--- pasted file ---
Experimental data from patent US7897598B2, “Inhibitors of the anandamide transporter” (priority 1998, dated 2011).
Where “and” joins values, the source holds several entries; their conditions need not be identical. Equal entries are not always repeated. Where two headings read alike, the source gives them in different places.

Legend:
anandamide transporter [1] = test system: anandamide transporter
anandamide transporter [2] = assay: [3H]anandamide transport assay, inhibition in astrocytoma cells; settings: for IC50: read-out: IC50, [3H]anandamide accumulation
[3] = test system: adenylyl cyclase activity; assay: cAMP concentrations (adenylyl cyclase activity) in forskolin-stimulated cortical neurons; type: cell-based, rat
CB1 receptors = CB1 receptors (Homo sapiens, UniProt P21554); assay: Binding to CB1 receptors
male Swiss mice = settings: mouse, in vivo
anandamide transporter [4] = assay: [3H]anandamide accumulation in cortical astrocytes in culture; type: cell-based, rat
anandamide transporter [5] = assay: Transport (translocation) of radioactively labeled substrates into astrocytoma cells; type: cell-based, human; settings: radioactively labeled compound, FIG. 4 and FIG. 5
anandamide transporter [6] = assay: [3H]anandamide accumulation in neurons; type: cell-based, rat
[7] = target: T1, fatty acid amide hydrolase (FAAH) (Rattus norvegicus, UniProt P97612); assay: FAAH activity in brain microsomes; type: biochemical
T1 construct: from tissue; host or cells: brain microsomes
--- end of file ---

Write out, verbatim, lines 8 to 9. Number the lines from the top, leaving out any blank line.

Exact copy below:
male Swiss mice = settings: mouse, in vivo
anandamide transporter [4] = assay: [3H]anandamide accumulation in cortical astrocytes in culture; type: cell-based, rat